Heidegger gets metamorphosed in Ruth Ozeki's A Tale for the Time Being
[Father] was sitting at the kotatsu, folding a Japanese rhinoceros beetle from a page of The Great Minds of Western Philosophy. On account of what I'd learned about Number One, I was a little bit more interested in philosophy now.
"What are you folding?" I asked.
"A Trypoxylus dichotomus tonubosonis," he said, holding it up and showing me its great pronged horn.
"No, I mean, what philosopher?"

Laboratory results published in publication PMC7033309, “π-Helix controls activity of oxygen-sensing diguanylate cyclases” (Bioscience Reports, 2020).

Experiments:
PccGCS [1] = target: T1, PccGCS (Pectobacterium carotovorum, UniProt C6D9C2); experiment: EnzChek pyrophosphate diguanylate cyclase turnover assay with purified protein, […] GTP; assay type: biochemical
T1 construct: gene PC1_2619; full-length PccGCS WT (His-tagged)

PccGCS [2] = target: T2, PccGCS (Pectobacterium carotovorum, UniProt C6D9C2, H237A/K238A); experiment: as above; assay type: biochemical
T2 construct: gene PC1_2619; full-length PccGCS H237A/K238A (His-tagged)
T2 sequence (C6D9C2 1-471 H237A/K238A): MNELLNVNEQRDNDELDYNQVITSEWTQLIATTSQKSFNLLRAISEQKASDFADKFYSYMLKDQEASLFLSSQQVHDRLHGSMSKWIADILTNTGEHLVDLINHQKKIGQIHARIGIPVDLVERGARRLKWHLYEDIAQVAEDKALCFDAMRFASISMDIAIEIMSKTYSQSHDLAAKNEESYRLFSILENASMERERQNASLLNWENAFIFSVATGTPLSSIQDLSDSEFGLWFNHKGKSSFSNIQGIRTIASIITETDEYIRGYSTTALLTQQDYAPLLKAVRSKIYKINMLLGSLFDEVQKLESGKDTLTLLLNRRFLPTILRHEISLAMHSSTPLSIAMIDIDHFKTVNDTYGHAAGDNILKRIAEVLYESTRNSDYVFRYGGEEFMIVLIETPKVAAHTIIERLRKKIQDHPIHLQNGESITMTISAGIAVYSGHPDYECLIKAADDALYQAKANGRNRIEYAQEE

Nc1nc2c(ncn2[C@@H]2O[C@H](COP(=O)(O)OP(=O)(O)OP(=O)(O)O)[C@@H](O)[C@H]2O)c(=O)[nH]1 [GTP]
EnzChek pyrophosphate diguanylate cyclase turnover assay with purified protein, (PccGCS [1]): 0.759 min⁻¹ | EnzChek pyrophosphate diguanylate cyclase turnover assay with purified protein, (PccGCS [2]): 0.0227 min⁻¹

He turned the insect over, squinted, and started to read, rotating the body to follow the line of words around the folds and edges. "'. . . existent Dasein . . . comes to pass in time . . . historizing which is 'past' in our Being-with-one-another . . . handed down . . . regarded as 'history' in the sense that it gets emphasized,'" he read, and then he smiled. "Mr. Martin Heidegger-san."